In taking another look at Missouri’s 7-14 loss to Florida, my attention was drawn to a couple of positions on the field for the Tigers. Right tackle Justin Britt was injured making a tackle following James Franklin’s first interception and he did not return. Later, Coach Pinkel said that Britt is “out”, possibly for the remainder of the season.
Max Copeland also went out following that same play, but he later returned to play right guard. With both Britt and Copeland on the sideline, Missouri lined up with Brad McNulty at center, Mitch Morse at right guard, and Anthony Gatti at right tackle. Once Copeland returned, Morse alternated between center and right tackle.
Since it appears that Britt is out going forward, that’s the line-up that we’re likely to see in the coming weeks. It’s good to see that the staff has determined that Gatti is game ready, and that he’s gotten some game experience the last couple of weeks. Keep in mind that the red-shirt sophomore has missed a lot of time due to injury while at Missouri, maybe more than half of the practice time since he’s been here, which obviously has slowed his progress and development.
Of particular note is that prior to Britt’s injury when Morse was doing most of the snapping, there were no real issues with that part of the game. For the game, there were a few errant snaps, but overall the snapping was improved.
Coach Pinkel said afterwards that he thought the Tigers did a “great job of calling plays”. He also said that the Tigers moved the ball against Florida’s “great defense” as well as Missouri has moved the football all season.
The truth is that with James Franklin at QB, and with him playing at considerably less than 100%, the Missouri offense did move the football on the road against one of the best defenses in the country. Missouri’s 335 yards of total offense is 54 yards more than Florida has surrendered per game this season. And, the Tigers did that with an offensive line that suffered yet another injury and was forced to shuffle people around at three of the five spots during the game. Oh, and did I mention that the QB was playing at considerably less than 100%.
That last point is important because it had such a direct bearing on the game. As Coach Pinkel said following the game, Franklin’s presence in the line-up and his play gave the Tigers a chance to win the game. But in the end, it was Franklin’s failure to complete passes, and his four interceptions, that ultimately prevented Missouri from winning on the road against #7 Florida.
I took a close look at what was going on with Franklin in this game. What was causing the junior QB to complete just 47% of his pass attempts, well below his usual performance, and to throw the four costly interceptions?
On the game, Franklin was 24-54-4 for 236 yards. The Missouri receivers cut down on their dropped passes, but I still counted 2 drops. Franklin was accurate on the shorter throws, and his accuracy on the throws that he made on the run was uncanny. In fact, he made some terrific throws on the run, throws that, like the shorter screens and flairs that he threw well, he made without planting his left leg. He made most of those accurate throws just with his arm, or without relying on his ability to plant hard and torque over his left knee. Of the throws that I counted where Franklin tried to plant against his left leg, he completed 6, and had 9 overthrows. He had 1 pass that he underthrew, which appeared to me that he was trying to overcompensate for the overthrows, seemingly searching for a release point that would work for him without having to transfer his full weight onto his left leg.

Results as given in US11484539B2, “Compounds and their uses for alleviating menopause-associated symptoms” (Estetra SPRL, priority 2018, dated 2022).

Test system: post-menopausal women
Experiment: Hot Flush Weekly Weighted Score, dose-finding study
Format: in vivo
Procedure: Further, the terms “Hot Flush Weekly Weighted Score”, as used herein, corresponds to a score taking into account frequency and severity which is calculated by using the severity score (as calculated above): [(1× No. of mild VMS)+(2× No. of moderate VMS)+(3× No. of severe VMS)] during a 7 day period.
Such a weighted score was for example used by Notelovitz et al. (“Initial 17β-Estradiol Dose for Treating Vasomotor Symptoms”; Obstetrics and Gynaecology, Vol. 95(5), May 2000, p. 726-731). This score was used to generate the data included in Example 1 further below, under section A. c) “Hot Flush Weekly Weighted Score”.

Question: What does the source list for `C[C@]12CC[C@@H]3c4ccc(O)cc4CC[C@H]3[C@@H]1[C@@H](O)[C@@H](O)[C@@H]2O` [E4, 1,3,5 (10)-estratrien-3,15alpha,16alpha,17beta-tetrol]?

That’s 10 incompleted passes the majority of which a healthy James Franklin probably completes. That would put Franklin’s completion percentage closer to where it’s been throughout his Missouri career, and it certainly would have garnered a win in the Swamp.
Coach Pinkel talked about the lack of practice time that Franklin has gotten over the past two months. That’s certainly a consideration, but watching Franklin make a number of great throws on the run at Florida convinces me that the issue with the overthrows has more to do with the health of his knee. A right-handed thrower gets his power from his right leg, but his accuracy is completely dependent on his ability to firmly plant the left leg and torque his weight over that leg.
The Missouri defense played brilliantly, except for two plays, both of which resulted in Florida TDs.
Senior MLB Will Ebner and junior corner E.J. Gaines echoed each other sentiments by saying that ultimately the Tigers’ defense wasn’t good enough.
Florida scored on a 36-yard speed sweep and a 45-yard screen pass.
Sheldon Richardson said that this is Missouri’s best defense. I agree with the junior DT, if he’s limiting that statement to include just the Gary Pinkel era. And, I think Richardson’s play is a big reason why this is Coach Pinkel’s best defense.
Missouri received outstanding performances from several defensive players in the loss at Florida. Sophomore DE Kony Ealy really stood out, as did starting corners Gaines and senior Kip Edwards. Of course, junior LB Andrew Wilson laid the wood to a few Gators. Overall, with just a few exceptions, the entire defense did a very good job of tackling. The Missouri defense was physical, very physical. And they tackled well, for the most part, very well.
Missouri outgained the Gators 335-276 in yardage, converted 6 of 16 third downs to just 2 of 13 for Florida, and ran 30 more plays than the Gators. Missouri won the time of possession 34-26.
The Tigers played well, probably their best game of the season. Still, it wasn’t good enough to get the win, primarily because of Franklin’s inability to complete passes, and his four interceptions. Those are passes that Franklin has usually completed when he’s been healthy, which makes this loss very, very frustrating for everyone in the Black & Gold.